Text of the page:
Thursday, September 8, 2011

Sargeist - In Ruin & Despair (2004)

Between the release of their first and second full-length albums, Sargeist participated in a few split releases. Among them was the 2004 split with Horned Almighty, In Ruin & Despair / To the Lord of Our Lives, released on Hearse Records. For the purposes of this review, however, only the Sargeist material will be covered.

I actually didn't come across this until a couple years after its release, obtaining Satanic Black Devotion and Disciple of the Heinous Path first. As a result, I was not fully prepared for what I would hear on these tracks. The quality is a bit poorer than the full-length albums, which was somewhat of a turn-off since they achieved an ideal sound for the type of music that they play. Nevertheless, the material is actually very solid, even if it sounds more like a mixture of Mütiilation and Shatraug's primary band, Horna. It would appear that these split albums were used to offer up material that did not quite fit in with the bulk of what they were writing, around the time, thus not really being suitable for either L.P.

The sound here is very raw and primitive, with many more old school riffs and song structures thrown in. The title track features a rather eerie riff, at the beginning, which enables the band to start creating a morbid atmosphere. After a couple minutes, the pace picks up and the sound is a little more in line with the first album. The tremolo riffs, fast drumming and the hellish vocals all show a strong influence from the Second Wave bands.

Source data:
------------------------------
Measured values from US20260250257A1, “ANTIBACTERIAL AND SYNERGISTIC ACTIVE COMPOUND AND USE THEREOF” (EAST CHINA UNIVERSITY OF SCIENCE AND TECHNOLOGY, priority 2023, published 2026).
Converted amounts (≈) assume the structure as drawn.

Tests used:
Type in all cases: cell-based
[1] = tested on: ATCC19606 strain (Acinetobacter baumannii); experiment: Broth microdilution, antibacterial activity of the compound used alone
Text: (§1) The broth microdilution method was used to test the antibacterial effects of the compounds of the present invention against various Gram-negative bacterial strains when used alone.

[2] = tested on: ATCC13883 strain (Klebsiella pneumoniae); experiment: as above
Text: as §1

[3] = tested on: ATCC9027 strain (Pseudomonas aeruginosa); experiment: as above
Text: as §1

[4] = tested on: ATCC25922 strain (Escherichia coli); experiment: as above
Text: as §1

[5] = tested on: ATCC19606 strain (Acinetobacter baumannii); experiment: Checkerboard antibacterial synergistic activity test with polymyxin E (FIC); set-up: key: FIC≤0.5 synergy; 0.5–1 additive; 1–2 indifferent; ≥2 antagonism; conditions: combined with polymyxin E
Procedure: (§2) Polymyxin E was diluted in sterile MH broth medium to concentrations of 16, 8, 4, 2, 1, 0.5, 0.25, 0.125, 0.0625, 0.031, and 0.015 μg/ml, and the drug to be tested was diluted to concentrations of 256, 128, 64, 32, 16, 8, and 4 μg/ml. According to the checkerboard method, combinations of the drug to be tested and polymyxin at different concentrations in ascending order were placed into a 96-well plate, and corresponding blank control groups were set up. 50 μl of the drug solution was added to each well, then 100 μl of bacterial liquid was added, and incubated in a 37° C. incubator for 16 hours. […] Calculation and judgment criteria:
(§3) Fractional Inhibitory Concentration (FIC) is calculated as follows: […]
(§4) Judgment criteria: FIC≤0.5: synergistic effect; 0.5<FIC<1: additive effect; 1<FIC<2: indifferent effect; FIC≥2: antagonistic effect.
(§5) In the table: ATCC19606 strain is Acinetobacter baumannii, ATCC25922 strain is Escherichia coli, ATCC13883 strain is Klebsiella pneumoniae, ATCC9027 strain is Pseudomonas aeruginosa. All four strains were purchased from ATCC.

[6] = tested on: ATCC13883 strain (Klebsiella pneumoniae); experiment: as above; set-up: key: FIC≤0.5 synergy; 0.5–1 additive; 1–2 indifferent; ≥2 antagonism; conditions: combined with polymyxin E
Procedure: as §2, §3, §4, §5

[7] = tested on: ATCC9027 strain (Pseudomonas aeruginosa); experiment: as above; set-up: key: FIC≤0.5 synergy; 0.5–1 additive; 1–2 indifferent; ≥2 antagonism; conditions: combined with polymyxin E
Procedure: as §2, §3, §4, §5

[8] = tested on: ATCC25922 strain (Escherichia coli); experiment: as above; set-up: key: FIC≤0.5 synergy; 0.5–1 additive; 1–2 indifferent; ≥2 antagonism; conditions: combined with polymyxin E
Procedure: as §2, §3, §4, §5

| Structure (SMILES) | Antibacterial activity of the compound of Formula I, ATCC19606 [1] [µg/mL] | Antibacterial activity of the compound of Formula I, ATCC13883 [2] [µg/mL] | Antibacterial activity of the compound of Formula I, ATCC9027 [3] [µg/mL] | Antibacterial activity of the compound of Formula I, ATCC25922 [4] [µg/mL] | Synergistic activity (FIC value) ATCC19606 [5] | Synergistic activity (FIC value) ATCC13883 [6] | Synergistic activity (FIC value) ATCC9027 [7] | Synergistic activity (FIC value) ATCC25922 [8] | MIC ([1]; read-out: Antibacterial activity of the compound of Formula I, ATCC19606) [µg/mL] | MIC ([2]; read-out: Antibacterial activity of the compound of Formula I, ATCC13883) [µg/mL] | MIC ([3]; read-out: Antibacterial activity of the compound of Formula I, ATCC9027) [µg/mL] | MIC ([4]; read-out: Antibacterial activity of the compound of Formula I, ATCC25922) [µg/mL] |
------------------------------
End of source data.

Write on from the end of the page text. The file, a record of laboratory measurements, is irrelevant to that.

"Quest the Blessing of Evil" sort of reminds one of the opening riff to Death's Scream Bloody Gore album. However, the way that this is played is one of the things that seems reminiscent of Mütiilation. Even the vocals hearken back to that band's demo days. The song is rather simplistic and does not do a whole lot to expand on the ideas presented, which goes to show why this is far more appropriate for this type of release.

The third song is "Profane Bleeding Call", which maintains a faster pace, though still some of the riffs seem as if they could have come from the aforementioned French band. Over all, this is the one song that most sounds as if it would fit well on one of Sargeist's proper albums. The feeling conveyed is a little dismal and may put the listener in a trance, if given the proper attention.

"At the Altar of the Beast" is the final Sargeist track, and it possesses more of an old school feeling, with riffs and melodies that conjure up old demons from the early period of Black Metal. It's a shame that more of this type of approach is not present on any of the albums, as this would easily suit their style of playing.

In Ruin & Despair is certainly an interesting piece of music, and worth the time and effort for all Sargeist fans to track down. It is not exactly essential, when compared to the rest of their discography, but it definitely holds its own and does not disappoint.